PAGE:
Where Do Most Folks Learn UX Skills?
March 15, 2019
In our Creating A UX Strategy Playbook workshop, we do an exercise I absolutely love. It’s easy and fun. You can try it with your own team.
I start by asking everyone in the room to write down a list of five to eight things they’ve accomplished at work over the last week on a blank page. Any major accomplishment they’re proud of works. This usually takes a few minutes, as they go through their calendar and try to remember what they’ve done.
Once they have their list, I ask them to write a number from zero to a hundred next to each accomplishment. The number represents how well school prepared them to complete that accomplishment.
If the things they learned in school completely prepared them for the work involved, they give that accomplishment a shiny 100. If school didn’t prepare them for any aspect of that work, they give it a big zero. Or they estimate some number in between.
What Did School Prepare Us For?
After they give a number to every accomplishment, I ask them to stand up. Once everyone is standing, I tell anyone whose highest accomplishment is a 10 or less, to sit back down. I’m always surprised when one-third of the room immediately sits down. For these folks, school didn’t prepare them for anything they’d accomplished that week.
I then say anyone whose highest number is a 20 or less can sit down. Then a 30, 40, and 50. Usually, by this time, two-thirds of the room is now sitting down.
I continue with a 60, 70, and 80. At this point, there’s usually one or two people left standing. Maybe 4. Rarely more.
I’ll ask them what their highest number was and what the accomplishment was. Often, what helped them with their accomplishment was some advanced course they happened to take. Maybe they learned how to create a user research moderation script, a particular statistical method, or a method for designing a set of icons.
Finally, I’ll ask them what the second highest number was on their list. More often than not, it’s zero. Out of all their accomplishments that week, school only helped them with one.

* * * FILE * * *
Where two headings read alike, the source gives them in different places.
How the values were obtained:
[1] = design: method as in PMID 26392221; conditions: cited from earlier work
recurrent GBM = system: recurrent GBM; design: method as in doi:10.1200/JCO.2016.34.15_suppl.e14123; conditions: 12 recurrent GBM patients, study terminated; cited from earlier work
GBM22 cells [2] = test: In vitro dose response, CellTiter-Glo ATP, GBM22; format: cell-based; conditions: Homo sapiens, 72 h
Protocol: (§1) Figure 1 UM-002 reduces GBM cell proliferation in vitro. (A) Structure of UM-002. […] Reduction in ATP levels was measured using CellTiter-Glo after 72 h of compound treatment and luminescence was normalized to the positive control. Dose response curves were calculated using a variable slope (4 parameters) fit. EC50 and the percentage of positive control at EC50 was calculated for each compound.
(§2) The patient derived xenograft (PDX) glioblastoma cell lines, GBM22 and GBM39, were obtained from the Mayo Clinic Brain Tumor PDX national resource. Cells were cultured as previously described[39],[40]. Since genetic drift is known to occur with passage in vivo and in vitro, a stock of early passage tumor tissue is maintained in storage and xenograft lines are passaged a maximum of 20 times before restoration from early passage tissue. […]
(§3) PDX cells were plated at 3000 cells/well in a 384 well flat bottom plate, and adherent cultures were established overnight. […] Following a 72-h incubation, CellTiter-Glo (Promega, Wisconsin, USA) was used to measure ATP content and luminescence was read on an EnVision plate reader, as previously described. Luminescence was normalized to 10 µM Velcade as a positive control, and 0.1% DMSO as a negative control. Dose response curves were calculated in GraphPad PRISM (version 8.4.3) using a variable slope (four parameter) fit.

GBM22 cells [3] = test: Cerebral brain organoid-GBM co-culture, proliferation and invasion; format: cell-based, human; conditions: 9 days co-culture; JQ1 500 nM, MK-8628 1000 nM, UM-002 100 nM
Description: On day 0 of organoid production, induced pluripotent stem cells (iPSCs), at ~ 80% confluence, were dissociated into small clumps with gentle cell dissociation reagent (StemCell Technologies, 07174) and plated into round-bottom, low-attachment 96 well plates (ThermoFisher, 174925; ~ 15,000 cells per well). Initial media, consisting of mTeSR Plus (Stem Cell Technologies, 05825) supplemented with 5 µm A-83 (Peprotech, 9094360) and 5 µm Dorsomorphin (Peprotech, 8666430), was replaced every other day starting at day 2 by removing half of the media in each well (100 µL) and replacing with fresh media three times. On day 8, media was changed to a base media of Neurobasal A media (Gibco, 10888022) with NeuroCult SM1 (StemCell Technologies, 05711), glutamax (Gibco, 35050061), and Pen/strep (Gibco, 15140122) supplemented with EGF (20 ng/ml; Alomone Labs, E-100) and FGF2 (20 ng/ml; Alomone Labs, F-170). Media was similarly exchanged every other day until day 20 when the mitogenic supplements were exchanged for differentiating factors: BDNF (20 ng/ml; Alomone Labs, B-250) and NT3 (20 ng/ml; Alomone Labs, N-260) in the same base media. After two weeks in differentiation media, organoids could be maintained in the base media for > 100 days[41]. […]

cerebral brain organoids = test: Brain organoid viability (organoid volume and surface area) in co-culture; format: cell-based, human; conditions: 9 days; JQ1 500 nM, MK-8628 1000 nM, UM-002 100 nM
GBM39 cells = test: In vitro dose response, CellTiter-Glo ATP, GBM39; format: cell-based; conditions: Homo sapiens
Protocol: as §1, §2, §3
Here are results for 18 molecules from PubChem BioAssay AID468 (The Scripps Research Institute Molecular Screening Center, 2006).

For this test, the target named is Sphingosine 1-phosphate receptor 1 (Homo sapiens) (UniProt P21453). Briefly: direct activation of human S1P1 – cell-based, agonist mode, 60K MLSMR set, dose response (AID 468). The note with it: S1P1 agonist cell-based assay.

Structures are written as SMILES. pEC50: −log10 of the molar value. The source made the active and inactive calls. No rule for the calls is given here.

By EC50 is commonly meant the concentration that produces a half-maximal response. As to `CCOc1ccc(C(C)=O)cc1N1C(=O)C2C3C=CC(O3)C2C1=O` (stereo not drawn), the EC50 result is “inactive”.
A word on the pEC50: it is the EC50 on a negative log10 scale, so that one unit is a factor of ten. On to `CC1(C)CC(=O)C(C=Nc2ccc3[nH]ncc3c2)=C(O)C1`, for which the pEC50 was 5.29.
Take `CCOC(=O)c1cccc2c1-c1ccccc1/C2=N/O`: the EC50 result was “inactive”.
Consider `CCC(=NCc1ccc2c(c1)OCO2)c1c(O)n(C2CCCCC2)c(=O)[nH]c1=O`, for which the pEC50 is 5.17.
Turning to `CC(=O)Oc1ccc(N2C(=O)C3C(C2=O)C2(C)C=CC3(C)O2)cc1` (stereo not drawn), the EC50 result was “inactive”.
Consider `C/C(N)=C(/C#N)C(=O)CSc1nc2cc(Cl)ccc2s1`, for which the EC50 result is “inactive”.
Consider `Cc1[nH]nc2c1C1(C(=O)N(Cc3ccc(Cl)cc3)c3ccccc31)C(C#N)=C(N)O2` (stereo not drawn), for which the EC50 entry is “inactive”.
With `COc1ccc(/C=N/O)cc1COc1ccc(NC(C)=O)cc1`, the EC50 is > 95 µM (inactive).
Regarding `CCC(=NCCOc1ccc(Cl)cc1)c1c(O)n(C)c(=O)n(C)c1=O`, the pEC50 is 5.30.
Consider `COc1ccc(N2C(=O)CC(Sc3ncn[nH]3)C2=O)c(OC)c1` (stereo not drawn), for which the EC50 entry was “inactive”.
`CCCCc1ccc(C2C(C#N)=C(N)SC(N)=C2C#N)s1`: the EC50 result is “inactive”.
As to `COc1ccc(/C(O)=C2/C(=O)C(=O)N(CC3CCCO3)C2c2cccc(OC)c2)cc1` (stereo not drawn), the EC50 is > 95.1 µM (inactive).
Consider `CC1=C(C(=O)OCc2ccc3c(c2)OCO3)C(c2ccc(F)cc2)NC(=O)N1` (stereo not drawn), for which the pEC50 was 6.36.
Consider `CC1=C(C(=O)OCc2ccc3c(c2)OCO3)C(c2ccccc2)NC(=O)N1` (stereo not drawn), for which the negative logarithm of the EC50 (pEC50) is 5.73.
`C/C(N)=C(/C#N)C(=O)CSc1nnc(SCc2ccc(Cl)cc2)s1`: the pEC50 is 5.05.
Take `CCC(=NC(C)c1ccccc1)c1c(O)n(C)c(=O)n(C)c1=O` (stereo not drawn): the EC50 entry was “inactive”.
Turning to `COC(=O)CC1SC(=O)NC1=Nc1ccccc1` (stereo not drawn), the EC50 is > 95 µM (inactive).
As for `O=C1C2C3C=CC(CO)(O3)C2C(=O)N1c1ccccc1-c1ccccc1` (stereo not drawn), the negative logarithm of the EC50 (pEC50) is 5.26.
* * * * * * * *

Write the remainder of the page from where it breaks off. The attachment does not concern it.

If We Didn’t Learn At School, Where Did We Learn UX Design?
We learn most of the skills and knowledge we need every day at work. Even for those of us who went to a school that taught UX design, most of what we need can’t be taught through formal education.
So much of what we need is specific to the organization we work in, the people we work with, and the products and services we work on. We need to learn who the users are and what they need from our designs. We need to learn how to best deliver that work.
When someone new joins our team, they need to learn what we already know. When we bring in colleagues from other parts of our organization, we need them to come up to speed on how we got here. Everyone needs to know our process and how we perform our specific UX design techniques.
What we think of as ‘textbook skills’ aren’t the most important or critical parts of our work. It’s everything we learn after we finish school that determines what we’re capable of accomplishing.
Is Our Workplace Designed to Help Us Learn on the Job?
Most of what we learn is picked up on the job. How well have we designed our workplace to support learning?
Design is the rendering of intent. If our intention is to have the best skilled and knowledgeable teams, have we done a good job of rendering that intention?
We’re seeing more design leaders take an intentional approach to creating a culture of continuous learning. They hold design critiques, create mentorship opportunities, and make sure design work is visible and “on the wall” so others can see each designer’s underlying process.
UX designers find accomplishing work is easier when everyone they work with has developed their own design expertise. When our developers, product managers, and stakeholders have a better understanding of what makes a good design good (and what makes bad designs bad), they’re more likely to appreciate our design work and can even help make better decisions themselves.
As our teams grow, design leaders need to ensure everyone can contribute effectively. This means everyone will need to grow the necessary expertise to make those contributions.
Where will everyone gain that UX design expertise? On the job. It’s up to us to make sure we’ve designed the best workplace to make that happen.
Building a culture of continuous learning will empower your team to deliver the best products and services possible. Your team will learn new skills and better practices, making your organization more design mature. Create an action plan to boost your team’s design skills and expertise at our Creating a UX Strategy Playbook workshop.
These workshops fill up quickly. We limit the space so Jared Spool can personally spend time with each team that attends. If you’d like to get Jared’s insight on build your team of self-described unicorns, you’ll want to reserve your spot right away.